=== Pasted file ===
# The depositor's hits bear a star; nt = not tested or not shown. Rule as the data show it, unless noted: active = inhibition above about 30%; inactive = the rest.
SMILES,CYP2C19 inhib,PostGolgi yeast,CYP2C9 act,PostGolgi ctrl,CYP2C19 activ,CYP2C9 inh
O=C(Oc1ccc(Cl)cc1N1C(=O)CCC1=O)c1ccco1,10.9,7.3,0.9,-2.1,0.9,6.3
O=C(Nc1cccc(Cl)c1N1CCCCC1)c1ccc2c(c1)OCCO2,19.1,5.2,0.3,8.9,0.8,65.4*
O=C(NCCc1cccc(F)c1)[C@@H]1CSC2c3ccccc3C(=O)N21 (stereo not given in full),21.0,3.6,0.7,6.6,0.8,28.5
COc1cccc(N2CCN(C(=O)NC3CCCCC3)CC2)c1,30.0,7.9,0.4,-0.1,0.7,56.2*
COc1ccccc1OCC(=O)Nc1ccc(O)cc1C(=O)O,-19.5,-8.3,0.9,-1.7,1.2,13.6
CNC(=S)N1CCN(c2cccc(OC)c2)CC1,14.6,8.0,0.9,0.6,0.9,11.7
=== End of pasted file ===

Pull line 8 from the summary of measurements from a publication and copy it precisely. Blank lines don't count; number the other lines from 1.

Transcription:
CNC(=S)N1CCN(c2cccc(OC)c2)CC1,14.6,8.0,0.9,0.6,0.9,11.7